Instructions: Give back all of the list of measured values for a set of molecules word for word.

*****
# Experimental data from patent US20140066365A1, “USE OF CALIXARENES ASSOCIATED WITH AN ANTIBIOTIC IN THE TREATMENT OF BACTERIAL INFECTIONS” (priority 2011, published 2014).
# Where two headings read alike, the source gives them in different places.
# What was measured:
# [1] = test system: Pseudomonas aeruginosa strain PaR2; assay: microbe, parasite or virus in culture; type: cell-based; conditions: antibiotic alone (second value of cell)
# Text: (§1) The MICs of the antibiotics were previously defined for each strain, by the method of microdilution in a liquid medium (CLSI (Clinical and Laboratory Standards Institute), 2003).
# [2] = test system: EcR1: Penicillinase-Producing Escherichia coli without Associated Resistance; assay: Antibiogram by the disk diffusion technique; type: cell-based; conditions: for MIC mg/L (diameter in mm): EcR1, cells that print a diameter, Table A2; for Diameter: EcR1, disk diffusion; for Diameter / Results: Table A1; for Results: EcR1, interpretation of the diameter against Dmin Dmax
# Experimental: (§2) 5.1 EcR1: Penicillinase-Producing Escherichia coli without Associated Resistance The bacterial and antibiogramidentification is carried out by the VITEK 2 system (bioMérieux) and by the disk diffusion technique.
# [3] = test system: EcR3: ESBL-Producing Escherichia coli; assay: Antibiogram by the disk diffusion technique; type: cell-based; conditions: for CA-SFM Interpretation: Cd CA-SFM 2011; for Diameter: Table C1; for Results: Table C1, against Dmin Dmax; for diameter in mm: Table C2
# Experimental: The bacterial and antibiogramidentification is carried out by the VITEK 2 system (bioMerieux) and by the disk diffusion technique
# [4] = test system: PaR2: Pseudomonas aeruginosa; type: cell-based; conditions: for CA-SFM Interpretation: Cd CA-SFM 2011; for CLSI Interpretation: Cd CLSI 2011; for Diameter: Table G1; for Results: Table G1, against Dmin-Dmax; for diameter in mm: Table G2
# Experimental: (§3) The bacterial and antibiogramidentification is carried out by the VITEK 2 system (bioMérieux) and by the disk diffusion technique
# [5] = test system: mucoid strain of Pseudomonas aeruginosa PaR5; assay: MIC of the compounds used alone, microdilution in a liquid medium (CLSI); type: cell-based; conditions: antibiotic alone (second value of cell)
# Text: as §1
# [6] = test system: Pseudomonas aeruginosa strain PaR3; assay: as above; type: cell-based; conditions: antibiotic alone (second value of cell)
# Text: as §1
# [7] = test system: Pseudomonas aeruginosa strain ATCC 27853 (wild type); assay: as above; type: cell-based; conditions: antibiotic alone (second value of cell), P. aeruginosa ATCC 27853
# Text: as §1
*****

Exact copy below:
# Experimental data from patent US20140066365A1, “USE OF CALIXARENES ASSOCIATED WITH AN ANTIBIOTIC IN THE TREATMENT OF BACTERIAL INFECTIONS” (priority 2011, published 2014).
# Where two headings read alike, the source gives them in different places.
# What was measured:
# [1] = test system: Pseudomonas aeruginosa strain PaR2; assay: microbe, parasite or virus in culture; type: cell-based; conditions: antibiotic alone (second value of cell)
# Text: (§1) The MICs of the antibiotics were previously defined for each strain, by the method of microdilution in a liquid medium (CLSI (Clinical and Laboratory Standards Institute), 2003).
# [2] = test system: EcR1: Penicillinase-Producing Escherichia coli without Associated Resistance; assay: Antibiogram by the disk diffusion technique; type: cell-based; conditions: for MIC mg/L (diameter in mm): EcR1, cells that print a diameter, Table A2; for Diameter: EcR1, disk diffusion; for Diameter / Results: Table A1; for Results: EcR1, interpretation of the diameter against Dmin Dmax
# Experimental: (§2) 5.1 EcR1: Penicillinase-Producing Escherichia coli without Associated Resistance The bacterial and antibiogramidentification is carried out by the VITEK 2 system (bioMérieux) and by the disk diffusion technique.
# [3] = test system: EcR3: ESBL-Producing Escherichia coli; assay: Antibiogram by the disk diffusion technique; type: cell-based; conditions: for CA-SFM Interpretation: Cd CA-SFM 2011; for Diameter: Table C1; for Results: Table C1, against Dmin Dmax; for diameter in mm: Table C2
# Experimental: The bacterial and antibiogramidentification is carried out by the VITEK 2 system (bioMerieux) and by the disk diffusion technique
# [4] = test system: PaR2: Pseudomonas aeruginosa; type: cell-based; conditions: for CA-SFM Interpretation: Cd CA-SFM 2011; for CLSI Interpretation: Cd CLSI 2011; for Diameter: Table G1; for Results: Table G1, against Dmin-Dmax; for diameter in mm: Table G2
# Experimental: (§3) The bacterial and antibiogramidentification is carried out by the VITEK 2 system (bioMérieux) and by the disk diffusion technique
# [5] = test system: mucoid strain of Pseudomonas aeruginosa PaR5; assay: MIC of the compounds used alone, microdilution in a liquid medium (CLSI); type: cell-based; conditions: antibiotic alone (second value of cell)
# Text: as §1
# [6] = test system: Pseudomonas aeruginosa strain PaR3; assay: as above; type: cell-based; conditions: antibiotic alone (second value of cell)
# Text: as §1
# [7] = test system: Pseudomonas aeruginosa strain ATCC 27853 (wild type); assay: as above; type: cell-based; conditions: antibiotic alone (second value of cell), P. aeruginosa ATCC 27853
# Text: as §1